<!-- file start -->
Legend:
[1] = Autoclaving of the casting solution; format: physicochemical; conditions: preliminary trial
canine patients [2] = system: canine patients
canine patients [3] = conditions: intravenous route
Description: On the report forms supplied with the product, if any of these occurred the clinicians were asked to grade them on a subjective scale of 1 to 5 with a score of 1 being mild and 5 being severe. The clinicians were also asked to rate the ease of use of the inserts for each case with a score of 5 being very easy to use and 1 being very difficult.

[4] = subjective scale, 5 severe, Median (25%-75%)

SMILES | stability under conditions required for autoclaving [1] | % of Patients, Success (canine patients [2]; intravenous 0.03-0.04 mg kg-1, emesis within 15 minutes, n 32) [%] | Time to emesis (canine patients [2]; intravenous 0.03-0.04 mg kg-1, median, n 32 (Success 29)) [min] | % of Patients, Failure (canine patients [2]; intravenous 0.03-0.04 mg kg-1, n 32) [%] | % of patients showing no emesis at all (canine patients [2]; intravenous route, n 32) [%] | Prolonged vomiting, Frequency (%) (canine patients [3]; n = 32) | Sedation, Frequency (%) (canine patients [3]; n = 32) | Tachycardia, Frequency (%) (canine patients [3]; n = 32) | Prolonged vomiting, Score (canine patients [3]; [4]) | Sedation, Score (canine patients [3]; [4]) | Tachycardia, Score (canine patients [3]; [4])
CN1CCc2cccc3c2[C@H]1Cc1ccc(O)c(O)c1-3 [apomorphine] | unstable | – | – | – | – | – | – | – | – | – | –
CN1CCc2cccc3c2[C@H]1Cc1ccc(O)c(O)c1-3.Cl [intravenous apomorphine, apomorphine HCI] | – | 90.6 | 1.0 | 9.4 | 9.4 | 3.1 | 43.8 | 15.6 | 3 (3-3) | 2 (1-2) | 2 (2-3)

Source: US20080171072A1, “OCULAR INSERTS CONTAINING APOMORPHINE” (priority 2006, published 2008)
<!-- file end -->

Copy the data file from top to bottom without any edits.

Legend:
[1] = Autoclaving of the casting solution; format: physicochemical; conditions: preliminary trial
canine patients [2] = system: canine patients
canine patients [3] = conditions: intravenous route
Description: On the report forms supplied with the product, if any of these occurred the clinicians were asked to grade them on a subjective scale of 1 to 5 with a score of 1 being mild and 5 being severe. The clinicians were also asked to rate the ease of use of the inserts for each case with a score of 5 being very easy to use and 1 being very difficult.

[4] = subjective scale, 5 severe, Median (25%-75%)

SMILES | stability under conditions required for autoclaving [1] | % of Patients, Success (canine patients [2]; intravenous 0.03-0.04 mg kg-1, emesis within 15 minutes, n 32) [%] | Time to emesis (canine patients [2]; intravenous 0.03-0.04 mg kg-1, median, n 32 (Success 29)) [min] | % of Patients, Failure (canine patients [2]; intravenous 0.03-0.04 mg kg-1, n 32) [%] | % of patients showing no emesis at all (canine patients [2]; intravenous route, n 32) [%] | Prolonged vomiting, Frequency (%) (canine patients [3]; n = 32) | Sedation, Frequency (%) (canine patients [3]; n = 32) | Tachycardia, Frequency (%) (canine patients [3]; n = 32) | Prolonged vomiting, Score (canine patients [3]; [4]) | Sedation, Score (canine patients [3]; [4]) | Tachycardia, Score (canine patients [3]; [4])
CN1CCc2cccc3c2[C@H]1Cc1ccc(O)c(O)c1-3 [apomorphine] | unstable | – | – | – | – | – | – | – | – | – | –
CN1CCc2cccc3c2[C@H]1Cc1ccc(O)c(O)c1-3.Cl [intravenous apomorphine, apomorphine HCI] | – | 90.6 | 1.0 | 9.4 | 9.4 | 3.1 | 43.8 | 15.6 | 3 (3-3) | 2 (1-2) | 2 (2-3)

Source: US20080171072A1, “OCULAR INSERTS CONTAINING APOMORPHINE” (priority 2006, published 2008)